The potential of 3D printing to revolutionize the medical device and drug industries also brings product liability risks. Just as 3D printing technology upends how devices and drugs can be manufactured and delivered, future cases alleging injuries caused by 3D-printed products will present fact patterns and legal issues that challenge traditional notions of product liability.
3D printing and healthcare today
3D printing technology, aka additive manufacturing, begins with a digital design for an object, generally in the form of a computer-aided design (CAD) file that is transmitted to a 3D printer. The printer creates a final, three-dimensional product by consecutively applying thin layers of material, such as plastic or metal, one on top of the other, until the object is formed.
These techniques have been applied in the life sciences industry. The first 3D-printed drug approved by the FDA, in 2015, assembled the drug by thinly applying multiple layers of powdered medication without using compression forces or traditional molding techniques.
Although there is only one FDA-approved 3D-printed drug on the market, 3D printing has already been used to create medical devices such as prosthetics, dental implants, hearing aids and bone grafts. An estimated 85 or more 3D-printed medical devices have already received FDA approval.
In addition, “bioprinting” is a particular type of 3D printing that uses cells or tissue as material in the printing process, instead of plastic or metal. This technology is already being used to generate liver tissue for use in drug testing.
3D printing potentially disrupts “product” definition and distribution
More than a mere manufacturing process, the relative accessibility of 3D printing has the potential to turn the traditional chain of distribution for medical devices and drugs—from manufacturer to dispensing point (e.g., a hospital, pharmacy, etc.) to patient—on its head. The ability of 3D printing to create and deliver highly customized medical products and services further adds to its potential to serve patients outside of the traditional chain of distribution.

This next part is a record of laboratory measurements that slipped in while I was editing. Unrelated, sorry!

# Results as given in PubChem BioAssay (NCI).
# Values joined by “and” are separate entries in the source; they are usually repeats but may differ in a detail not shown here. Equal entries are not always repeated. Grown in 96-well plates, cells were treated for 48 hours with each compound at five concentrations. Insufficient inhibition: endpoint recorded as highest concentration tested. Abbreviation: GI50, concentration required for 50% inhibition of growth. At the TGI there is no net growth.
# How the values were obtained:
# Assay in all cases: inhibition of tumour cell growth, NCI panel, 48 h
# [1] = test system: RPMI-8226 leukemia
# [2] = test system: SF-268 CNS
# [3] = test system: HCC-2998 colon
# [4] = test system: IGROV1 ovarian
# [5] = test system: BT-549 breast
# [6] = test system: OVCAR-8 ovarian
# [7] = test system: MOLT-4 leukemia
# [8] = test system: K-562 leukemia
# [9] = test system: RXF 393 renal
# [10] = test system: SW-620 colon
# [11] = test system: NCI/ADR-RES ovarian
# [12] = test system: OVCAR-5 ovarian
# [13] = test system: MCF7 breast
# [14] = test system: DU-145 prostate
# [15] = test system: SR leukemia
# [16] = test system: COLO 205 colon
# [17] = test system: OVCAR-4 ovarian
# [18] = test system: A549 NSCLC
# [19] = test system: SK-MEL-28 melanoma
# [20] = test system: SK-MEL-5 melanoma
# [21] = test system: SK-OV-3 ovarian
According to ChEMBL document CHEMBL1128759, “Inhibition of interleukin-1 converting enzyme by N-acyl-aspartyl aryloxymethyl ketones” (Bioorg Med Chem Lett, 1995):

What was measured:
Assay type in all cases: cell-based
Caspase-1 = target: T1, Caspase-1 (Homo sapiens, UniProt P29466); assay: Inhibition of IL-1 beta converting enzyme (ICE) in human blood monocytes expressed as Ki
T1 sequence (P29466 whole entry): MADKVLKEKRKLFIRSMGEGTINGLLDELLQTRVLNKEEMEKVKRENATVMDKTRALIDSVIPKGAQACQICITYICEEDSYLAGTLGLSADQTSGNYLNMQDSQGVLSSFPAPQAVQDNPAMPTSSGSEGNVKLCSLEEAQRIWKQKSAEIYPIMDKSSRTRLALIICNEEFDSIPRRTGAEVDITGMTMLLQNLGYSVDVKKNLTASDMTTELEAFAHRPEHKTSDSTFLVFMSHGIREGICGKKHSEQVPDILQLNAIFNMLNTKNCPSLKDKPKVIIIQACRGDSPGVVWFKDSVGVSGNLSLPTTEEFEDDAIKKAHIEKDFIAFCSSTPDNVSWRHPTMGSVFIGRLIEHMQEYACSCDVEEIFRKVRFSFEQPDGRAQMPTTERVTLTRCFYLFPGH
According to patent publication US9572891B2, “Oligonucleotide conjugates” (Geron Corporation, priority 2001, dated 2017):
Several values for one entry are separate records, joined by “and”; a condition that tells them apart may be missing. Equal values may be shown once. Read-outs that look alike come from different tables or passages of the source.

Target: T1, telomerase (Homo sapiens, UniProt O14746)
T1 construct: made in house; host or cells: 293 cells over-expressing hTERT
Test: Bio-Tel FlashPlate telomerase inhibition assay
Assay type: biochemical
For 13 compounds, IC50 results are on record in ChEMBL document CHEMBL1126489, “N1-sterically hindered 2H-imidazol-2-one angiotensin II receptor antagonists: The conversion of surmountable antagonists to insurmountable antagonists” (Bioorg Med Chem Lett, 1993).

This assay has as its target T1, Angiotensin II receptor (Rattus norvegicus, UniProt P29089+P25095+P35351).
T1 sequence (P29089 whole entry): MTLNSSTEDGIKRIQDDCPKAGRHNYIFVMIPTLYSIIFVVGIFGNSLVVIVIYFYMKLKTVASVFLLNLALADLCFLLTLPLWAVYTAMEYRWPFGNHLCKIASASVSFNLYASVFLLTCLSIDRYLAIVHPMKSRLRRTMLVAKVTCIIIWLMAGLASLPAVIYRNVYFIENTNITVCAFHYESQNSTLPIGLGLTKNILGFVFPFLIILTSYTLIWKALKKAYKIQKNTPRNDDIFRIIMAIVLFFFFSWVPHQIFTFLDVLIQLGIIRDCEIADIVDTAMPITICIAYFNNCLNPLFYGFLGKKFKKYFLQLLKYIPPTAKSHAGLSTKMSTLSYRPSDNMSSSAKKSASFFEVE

As non-traditional distribution chains emerge to deliver devices and drugs created using 3D printing, the courts will be challenged with novel questions in what would otherwise be traditional product liability cases. For example, what will happen when device and drug companies sell a CAD file instead of a finished product to hospitals and doctors, which then use it to print a personalized medical device or drug? Is the CAD file itself a “product?” What theories of liability can be applied to the seller of the digital file? Can the hospital or doctor now be liable in strict liability?
While the language of product liability law reflects a focus on tangible items, courts typically examine whether they are tangible vs. intangible, as well as the context of its distribution when considering whether something is a “product.” Given the complicated examination, the line between what constitutes a “product” and what does not can be blurry. Plainly, the medical device or drug that is actually created by a 3D printer is a “tangible” product, but what about the digital file that serves as the blueprint for making the final product? Is that a “product,” for purposes of product liability law?
What is a “product” anyway?
In addressing the question of whether CAD files are “products,” it helps to examine where courts have historically drawn the line on what constitutes a product for purposes of strict liability. The patchwork of case law discussed below does not answer the question of whether or when a CAD file is a product, but it does provide both plaintiffs and defendants with an arsenal of arguments as lawsuits involving 3D-printed objects become more common.
- Computer source code and software
Outside of the federal criminal statutes content—see U.S. v. Aleynikov, in which the Second Circuit reversed a criminal defendant’s conviction of trade secret theft from Goldman Sachs’ high-frequency trading platform under the National Stolen Property Act and espionage under the Economic Espionage Act, on the grounds that Goldman’s system “was neither ‘produced for’ nor ‘placed in’ interstate or foreign commerce”—there are several cases that may bear on the issue of whether digital blueprints for 3D-printed products are themselves products.